Start-ups such as Boston-based Biofourmis have partnered with local health care platforms like Jianke, giving the company access to its vast customer base
China and other emerging markets lead the world in the use of digital health technologies, according to a survey commissioned by Philips.
Healthcare professionals in China are more likely to recommend patients use technologies to self-track blood pressure and other health indicators than their peers in the West.
The Chinese healthcare sector's embrace of self-monitoring has contributed to the country becoming the biggest wearables market. Similar trends in other countries Philips classes as digital forerunners, such as India and Saudi Arabia, are supporting above-average growth.
For a long time, Western medtech companies found a ready market for their devices in China among a top-of-the-pyramid market segment that was large in absolute terms, though small relative to the size of the Chinese population. Featuring wealthy, Western-oriented Chinese patients and physicians who were often trained in the West, this market segment preferred devices developed in the West and sold by Western companies because they were perceived to be of higher quality than anything available from local companies.
With Hong Kong now established as the world’s second largest funding hub for biotech, at this week’s BIO 2019 conference in Philadelphia, the HKEX’s Michael Chan outlined some of the successes that the Hong Kong exchange has already seen and the exciting and diverse future listings in the pipeline.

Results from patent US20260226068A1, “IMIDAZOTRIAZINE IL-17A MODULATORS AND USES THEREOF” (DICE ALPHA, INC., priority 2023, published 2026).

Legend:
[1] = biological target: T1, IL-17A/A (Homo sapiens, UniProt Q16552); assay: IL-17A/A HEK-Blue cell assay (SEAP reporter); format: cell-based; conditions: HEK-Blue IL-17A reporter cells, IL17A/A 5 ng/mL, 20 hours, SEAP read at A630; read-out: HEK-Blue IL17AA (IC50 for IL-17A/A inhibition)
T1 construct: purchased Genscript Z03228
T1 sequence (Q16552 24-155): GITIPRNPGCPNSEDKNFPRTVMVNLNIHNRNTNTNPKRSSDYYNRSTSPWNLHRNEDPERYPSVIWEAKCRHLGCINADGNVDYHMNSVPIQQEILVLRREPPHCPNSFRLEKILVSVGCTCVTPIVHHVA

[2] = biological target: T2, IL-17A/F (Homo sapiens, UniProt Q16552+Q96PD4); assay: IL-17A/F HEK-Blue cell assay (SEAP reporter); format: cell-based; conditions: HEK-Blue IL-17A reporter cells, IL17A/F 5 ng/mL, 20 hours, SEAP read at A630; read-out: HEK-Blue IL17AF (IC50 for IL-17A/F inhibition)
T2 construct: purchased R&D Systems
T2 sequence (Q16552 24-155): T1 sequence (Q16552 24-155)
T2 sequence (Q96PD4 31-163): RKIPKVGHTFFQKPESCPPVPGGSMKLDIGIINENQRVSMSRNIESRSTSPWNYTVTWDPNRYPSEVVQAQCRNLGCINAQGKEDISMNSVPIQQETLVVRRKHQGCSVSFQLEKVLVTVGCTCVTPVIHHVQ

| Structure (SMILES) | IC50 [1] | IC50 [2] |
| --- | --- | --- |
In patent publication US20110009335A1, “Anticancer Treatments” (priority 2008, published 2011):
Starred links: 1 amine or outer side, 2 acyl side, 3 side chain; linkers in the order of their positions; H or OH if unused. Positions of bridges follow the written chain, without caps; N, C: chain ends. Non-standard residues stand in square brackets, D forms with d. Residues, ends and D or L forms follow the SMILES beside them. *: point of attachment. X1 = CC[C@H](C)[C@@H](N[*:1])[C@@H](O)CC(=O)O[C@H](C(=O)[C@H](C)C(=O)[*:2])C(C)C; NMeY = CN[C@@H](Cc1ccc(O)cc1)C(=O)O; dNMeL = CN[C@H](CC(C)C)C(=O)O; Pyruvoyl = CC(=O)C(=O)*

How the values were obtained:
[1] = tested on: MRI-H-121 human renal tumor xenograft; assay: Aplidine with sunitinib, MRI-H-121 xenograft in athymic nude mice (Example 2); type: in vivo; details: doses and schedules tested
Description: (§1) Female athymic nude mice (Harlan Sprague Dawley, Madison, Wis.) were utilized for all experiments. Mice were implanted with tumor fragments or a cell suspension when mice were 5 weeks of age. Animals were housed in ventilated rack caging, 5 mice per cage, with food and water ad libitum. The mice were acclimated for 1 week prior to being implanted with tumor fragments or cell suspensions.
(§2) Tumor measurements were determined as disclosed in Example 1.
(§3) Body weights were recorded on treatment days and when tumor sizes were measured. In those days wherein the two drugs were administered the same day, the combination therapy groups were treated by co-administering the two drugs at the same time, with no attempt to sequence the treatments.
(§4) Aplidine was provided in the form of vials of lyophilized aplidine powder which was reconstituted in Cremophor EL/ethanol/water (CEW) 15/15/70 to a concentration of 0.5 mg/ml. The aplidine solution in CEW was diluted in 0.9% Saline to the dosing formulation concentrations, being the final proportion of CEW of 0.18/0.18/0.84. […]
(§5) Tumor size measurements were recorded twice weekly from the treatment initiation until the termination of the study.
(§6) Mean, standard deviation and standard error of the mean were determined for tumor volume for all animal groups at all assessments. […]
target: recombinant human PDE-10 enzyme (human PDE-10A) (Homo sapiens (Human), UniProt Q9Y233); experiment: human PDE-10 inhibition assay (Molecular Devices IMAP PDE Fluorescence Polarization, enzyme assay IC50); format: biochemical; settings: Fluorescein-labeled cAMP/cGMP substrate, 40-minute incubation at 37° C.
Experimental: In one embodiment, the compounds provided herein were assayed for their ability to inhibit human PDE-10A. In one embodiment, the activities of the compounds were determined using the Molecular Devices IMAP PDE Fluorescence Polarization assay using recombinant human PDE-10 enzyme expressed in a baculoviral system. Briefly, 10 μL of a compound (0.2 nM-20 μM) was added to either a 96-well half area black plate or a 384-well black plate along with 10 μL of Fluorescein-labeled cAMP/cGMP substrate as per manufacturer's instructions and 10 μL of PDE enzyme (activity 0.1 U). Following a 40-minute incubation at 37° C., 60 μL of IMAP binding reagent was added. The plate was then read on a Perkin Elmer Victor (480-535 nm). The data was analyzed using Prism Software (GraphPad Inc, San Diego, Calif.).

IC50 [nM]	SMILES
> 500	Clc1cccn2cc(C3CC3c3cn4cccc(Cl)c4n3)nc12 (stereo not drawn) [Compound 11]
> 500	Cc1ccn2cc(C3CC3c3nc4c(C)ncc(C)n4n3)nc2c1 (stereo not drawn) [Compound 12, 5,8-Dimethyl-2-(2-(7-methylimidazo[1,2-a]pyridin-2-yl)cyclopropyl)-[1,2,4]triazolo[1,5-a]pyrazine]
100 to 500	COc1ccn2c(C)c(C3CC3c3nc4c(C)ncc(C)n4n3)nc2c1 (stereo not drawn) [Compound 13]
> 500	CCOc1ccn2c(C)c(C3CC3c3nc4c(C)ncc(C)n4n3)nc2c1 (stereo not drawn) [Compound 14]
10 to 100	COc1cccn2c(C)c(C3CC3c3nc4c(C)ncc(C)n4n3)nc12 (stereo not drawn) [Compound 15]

China’s rapidly-growing biotech sector is increasingly hungry for preclinical drug candidates to commercialise in China, and Chinese companies are spending top dollar for cutting-edge technology from the US and UK. Despite mounting US-China tensions in the life sciences, the demand remains strong for cross-border licensing deals, which are raising drug candidate price tags and providing a new source of cash flow to Western biotechs.
Chronic disease management startup Livongo Health has moved to launch an initial public offering, filing a form S-1 with the Securities and Exchange Commission Friday. Founded in 2014, the digital health platform primarily targets diabetes patients, but has since added programs for hypertension, weight management, and through its January acquisition of myStrength, behavioral health.
With a population of 1.4 billion, China is a market that most medtech companies can't afford to ignore. However, differences in population types (urban versus rural), the government's role in healthcare expansion and a multi-tiered distribution system that is undergoing reform make navigating the Chinese market a challenge.
So, why should pharma care about digital therapeutics? This was just one of the questions posed to a panel of digital therapeutics experts during the 2018 CNS Summit. Hailing from Akili Interactive Labs, Applied VR, Dthera Sciences, Novartis, Otsuka, and Pear Therapeutics, their collective backgrounds are impressive (i.e., physicians and Ph.D.s) with diverse experiences that include biotech, clinical research, FDA, and pharma (i.e., big, rare disease, small, and specialty). Just as impressive are some of the therapeutic areas in which they are working to find (or have found) digital treatments, either as mono or adjunctive therapies.
In 2006, 26-year-old Frank Wang started up DJI in a dorm room at Hong Kong University of Science & Technology. The legend goes that Frank’s father had given him an expensive remote-controlled model helicopter for doing well in school. When the helicopter predictably crashed shortly after, Wang became determined to build a better controller. As part of his graduate thesis, he perfected an electronics flight controller, a critical element of drone technology. Today, Shenzhen-based DJI, of which one of us is a board member, holds a global market share of 70% in consumer drones